3. “That the police and authorities did not take the actual reality into account when pursuing these people is deplorable.”

    No doubt they’ll try to claim that the Yanks misled them…

    No wonder they are so desperate to pin something on Jim Bates!

  4. “As an aside, since there are hentai AVS systems extant, we can expect this to happen again when the cartoon pr0n law comes in.”

    There’s always a chance it’ll get thrown out, I suppose.

    Oh, wait, what am I saying! Sorry, forgot where I was for a minute…

  5. Oh, wait, what am I saying! Sorry, forgot where I was for a minute…

    I think the sad thing about the state of our nation today is the sense of resignation which infects us all, and has done for a long time. We have become used to a trajectory towards less freedom- that taxes will rise, that laws will multiply, that that which could be done in the past cannot be done now. And we all shrug and accept it. So often, somebody will tell some story from their younger days and then wistfully say, “that wouldn’t be allowed now”.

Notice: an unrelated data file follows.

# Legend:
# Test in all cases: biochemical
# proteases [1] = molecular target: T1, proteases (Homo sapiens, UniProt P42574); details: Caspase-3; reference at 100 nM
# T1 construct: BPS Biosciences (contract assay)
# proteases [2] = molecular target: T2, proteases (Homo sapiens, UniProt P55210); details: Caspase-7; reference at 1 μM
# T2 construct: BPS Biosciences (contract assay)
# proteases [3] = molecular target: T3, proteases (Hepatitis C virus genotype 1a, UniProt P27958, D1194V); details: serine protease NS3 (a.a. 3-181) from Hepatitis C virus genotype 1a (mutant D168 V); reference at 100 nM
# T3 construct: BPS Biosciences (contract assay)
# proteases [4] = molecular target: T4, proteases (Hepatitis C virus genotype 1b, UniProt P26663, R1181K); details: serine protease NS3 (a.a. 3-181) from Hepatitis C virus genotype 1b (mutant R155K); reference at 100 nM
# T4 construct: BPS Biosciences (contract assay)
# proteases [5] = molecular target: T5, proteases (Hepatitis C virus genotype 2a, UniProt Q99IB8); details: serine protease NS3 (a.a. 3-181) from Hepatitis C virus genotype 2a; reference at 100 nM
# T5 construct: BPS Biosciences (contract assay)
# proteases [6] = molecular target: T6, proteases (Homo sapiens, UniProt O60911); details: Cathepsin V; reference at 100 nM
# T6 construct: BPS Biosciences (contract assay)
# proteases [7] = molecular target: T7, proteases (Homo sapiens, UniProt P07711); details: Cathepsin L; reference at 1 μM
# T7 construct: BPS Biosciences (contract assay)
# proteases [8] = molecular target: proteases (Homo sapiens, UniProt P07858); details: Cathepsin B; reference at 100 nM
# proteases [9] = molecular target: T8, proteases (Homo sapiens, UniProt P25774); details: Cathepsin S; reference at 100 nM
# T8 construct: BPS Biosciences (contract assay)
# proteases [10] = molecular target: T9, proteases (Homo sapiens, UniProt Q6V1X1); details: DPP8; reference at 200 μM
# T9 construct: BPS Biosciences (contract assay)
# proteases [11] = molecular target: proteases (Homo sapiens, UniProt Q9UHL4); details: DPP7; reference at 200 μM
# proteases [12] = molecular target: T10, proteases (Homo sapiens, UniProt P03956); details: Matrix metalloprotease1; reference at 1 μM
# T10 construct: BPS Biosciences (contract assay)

If people desiring to preserve some semblance of liberty are to make any progress, it seems to me that that is our biggest enemy- the acceptance of inevitability- that we are on this road and we can’t put the brakes on, and that is just the way of the world.

  6. IanB is mostly right. However, it is worse. Landslide (the AVS) had a subsiduary system called “Keyz”.

    This was a system whereby for an extra charge, you could access a single site (not all the sites as with AVS). The child porn was actually part of this system, not the main AVS system.

    The records exist of who accessed what site, but the Police, for their own reasons, simply went after all the AVS subscribers whether or not they had subscribed to any Keyz site or not, let alone a particular one.

    The Police were not misled. They are lying.